Thank you for being an incredible support to our patients, Yuyuan. Happy Social Work Month!


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Healthy Recipe Round-up

We round up our favorite healthy recipes again in honor of National Nutrition Month!  Feel free to download these recipes for your family. All recipe cards have full nutrition facts.

Japanese-Style Beef and Noodle Soup

Udon beef noodles

Ingredients for broth

  • 4 oz shiitake mushroom stems, rinsed (remove caps and set aside) (or substitute dried shiitake mushrooms)
  • 1 Tbsp garlic, minced (about 2–3 cloves)
  • 1 Tbsp ginger, minced
  • 1 stalk lemongrass, crushed (or the zest from 1 lemon: Use a peeler to grate a thin layer of skin off a lemon)
  • 1 Tbsp ground coriander
  • 4 C low-sodium beef broth

Ingredients for meat and vegetables

  • 1 bag (12 oz) frozen vegetable stir-fry
  • 4 oz shiitake mushrooms caps, rinsed and quartered
  • 8 oz udon or soba noodles (or substitute angel hair pasta), cooked
  • 1 lb lean beef top sirloin, sliced very thin
  • 4 oz firm silken tofu, diced
  • ¼ C scallions (green onions), rinsed and sliced thin

Directions

Thaw frozen vegetables in the microwave (or place entire bag in a bowl of hot water for about 10 minutes). Set aside. Combine all ingredients for broth, except soy sauce, in a medium-sized pot or saucepan. Bring to a boil over high heat, then lower heat and simmer for 15 minutes. Strain the broth through a fine wire colander, and discard the solid parts. Season to taste with soy sauce.

To finish the soup, bring the broth back to a boil. Add the thawed vegetable stir-fry mix and mushroom caps, and simmer for 1 minute. Add the noodles and continue to simmer for another minute. Add the beef and continue to simmer for about 5 minutes or until the beef is slightly pink to brown (to a minimum internal temperature of 145 ºF).  Add tofu and scallions, and simmer 1–2 minutes until heated through. Serve immediately in 1-cup portions.

Download this Japanese-style beef and noodle soup card!

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Asparagus with Lemon Sauce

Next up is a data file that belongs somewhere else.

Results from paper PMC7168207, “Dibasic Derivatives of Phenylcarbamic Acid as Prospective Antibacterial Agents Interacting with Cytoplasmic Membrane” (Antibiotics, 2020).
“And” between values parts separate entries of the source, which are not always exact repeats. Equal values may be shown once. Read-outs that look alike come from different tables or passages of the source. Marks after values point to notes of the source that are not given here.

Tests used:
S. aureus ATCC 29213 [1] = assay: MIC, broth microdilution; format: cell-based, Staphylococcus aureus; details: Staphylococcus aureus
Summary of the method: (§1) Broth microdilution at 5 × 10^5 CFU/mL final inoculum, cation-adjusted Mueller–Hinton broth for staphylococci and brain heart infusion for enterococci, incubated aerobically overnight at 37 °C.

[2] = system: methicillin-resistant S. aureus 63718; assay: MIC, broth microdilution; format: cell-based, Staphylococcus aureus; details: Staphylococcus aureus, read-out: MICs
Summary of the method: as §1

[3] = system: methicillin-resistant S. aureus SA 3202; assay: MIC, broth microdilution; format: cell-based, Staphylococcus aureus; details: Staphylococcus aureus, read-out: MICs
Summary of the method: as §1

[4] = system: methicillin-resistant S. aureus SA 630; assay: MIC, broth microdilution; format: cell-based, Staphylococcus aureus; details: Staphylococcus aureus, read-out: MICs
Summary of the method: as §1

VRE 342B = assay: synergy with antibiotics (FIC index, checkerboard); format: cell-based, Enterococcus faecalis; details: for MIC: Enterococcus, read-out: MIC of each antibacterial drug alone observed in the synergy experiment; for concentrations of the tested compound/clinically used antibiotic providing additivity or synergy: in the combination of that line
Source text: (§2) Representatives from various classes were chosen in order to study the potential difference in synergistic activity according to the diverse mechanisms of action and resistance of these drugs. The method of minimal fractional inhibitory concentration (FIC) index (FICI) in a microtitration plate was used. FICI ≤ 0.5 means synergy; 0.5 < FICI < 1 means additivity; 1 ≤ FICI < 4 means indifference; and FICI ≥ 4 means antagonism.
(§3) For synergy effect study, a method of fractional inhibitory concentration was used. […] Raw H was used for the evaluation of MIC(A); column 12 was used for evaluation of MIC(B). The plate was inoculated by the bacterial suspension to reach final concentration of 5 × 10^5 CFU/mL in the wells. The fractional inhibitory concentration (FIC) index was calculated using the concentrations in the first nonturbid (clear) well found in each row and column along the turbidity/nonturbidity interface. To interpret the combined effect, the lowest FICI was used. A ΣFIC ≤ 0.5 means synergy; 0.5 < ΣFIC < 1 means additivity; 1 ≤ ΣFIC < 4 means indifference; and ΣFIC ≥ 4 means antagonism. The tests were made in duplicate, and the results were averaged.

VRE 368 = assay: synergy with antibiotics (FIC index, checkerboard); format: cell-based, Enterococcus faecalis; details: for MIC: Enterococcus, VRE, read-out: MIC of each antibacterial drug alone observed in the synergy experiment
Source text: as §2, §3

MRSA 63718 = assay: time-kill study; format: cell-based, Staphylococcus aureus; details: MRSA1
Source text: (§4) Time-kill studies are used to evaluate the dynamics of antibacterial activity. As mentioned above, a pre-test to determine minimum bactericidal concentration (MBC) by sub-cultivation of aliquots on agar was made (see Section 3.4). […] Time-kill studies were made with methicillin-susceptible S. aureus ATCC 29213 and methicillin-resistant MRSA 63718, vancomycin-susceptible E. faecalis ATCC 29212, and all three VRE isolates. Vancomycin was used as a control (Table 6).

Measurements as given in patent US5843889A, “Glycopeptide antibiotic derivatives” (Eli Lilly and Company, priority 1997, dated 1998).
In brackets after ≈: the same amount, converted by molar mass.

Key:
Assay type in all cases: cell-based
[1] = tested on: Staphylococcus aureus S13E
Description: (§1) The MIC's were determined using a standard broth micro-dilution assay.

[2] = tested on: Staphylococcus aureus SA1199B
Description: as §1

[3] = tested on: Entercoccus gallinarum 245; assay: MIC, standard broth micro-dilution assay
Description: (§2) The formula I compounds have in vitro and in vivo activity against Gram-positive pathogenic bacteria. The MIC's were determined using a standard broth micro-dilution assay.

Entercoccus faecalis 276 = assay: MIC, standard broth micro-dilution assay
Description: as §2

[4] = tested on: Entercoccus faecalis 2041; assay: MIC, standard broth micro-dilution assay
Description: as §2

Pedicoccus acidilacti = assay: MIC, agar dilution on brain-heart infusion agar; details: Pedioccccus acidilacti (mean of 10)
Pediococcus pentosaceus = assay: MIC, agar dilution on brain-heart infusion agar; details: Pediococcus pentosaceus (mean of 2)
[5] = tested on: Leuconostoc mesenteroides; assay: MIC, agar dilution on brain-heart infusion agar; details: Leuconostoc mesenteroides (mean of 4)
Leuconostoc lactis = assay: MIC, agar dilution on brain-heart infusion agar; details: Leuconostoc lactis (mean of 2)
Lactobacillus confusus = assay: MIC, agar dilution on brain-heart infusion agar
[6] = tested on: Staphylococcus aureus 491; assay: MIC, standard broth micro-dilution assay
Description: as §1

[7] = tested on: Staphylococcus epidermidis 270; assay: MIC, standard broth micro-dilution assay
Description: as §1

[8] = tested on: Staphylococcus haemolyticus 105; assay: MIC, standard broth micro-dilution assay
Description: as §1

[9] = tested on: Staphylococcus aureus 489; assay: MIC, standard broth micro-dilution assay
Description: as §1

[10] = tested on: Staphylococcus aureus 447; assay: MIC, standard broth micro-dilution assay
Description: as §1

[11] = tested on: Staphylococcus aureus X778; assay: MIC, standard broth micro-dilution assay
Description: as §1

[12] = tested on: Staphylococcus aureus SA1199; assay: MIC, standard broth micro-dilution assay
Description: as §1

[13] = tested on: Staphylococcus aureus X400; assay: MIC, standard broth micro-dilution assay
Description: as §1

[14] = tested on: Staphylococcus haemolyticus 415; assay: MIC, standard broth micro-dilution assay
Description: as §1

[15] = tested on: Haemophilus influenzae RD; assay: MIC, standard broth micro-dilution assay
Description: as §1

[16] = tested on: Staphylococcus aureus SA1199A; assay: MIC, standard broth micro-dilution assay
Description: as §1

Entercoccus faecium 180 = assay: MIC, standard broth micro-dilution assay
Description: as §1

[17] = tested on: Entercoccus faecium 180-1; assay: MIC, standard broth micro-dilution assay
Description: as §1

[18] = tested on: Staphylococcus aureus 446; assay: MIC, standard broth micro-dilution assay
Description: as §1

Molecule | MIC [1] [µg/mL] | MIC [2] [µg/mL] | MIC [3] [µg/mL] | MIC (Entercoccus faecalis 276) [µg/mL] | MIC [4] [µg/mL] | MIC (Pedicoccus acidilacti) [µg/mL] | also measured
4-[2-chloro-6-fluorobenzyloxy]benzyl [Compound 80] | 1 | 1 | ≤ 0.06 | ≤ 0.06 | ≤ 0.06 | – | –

Asparagus-Dijon-Lemon

image source

Ingredients:

  • 20 medium asparagus spears, rinsed and trimmed
  • 1 fresh lemon, rinsed (for peel and juice)
  • 2 Tbsp reduced-fat mayonnaise
  • 1 Tbsp dried parsley
  • 1/8 tsp ground black pepper
  • 1/16 tsp salt

Directions:

Place 1 inch of water in a 4-quart pot with a lid. Place a steamer basket inside the pot, and add asparagus. Cover and bring to a boil over high heat. Reduce heat to medium. Cook for 5–10 minutes, until asparagus is easily pierced with a sharp knife. Do not overcook.  While the asparagus cooks, grate the lemon zest into a small bowl. Cut the lemon in half and squeeze the juice into the bowl. Use the back of a spoon to press out extra juice and remove pits. Add mayonnaise, parsley, pepper, and salt. Stir well. Set aside. When the asparagus is tender, remove the pot from the heat. Place asparagus spears in a serving bowl. Drizzle the lemon sauce evenly over the asparagus (about 1½ teaspoons per portion) and serve.

Download this asparagus with lemon sauce card!

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Chicken Ratatouille

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image source

Ingredients:

  • 1 Tbsp vegetable oil
  • 12 oz boneless, skinless chicken breast, cut into thin strips
  • 2 zucchini, about 7 inches long, unpeeled, thinly sliced
  • 1 small eggplant, peeled, cut into 1-inch cubes
  • 1 medium onion, thinly sliced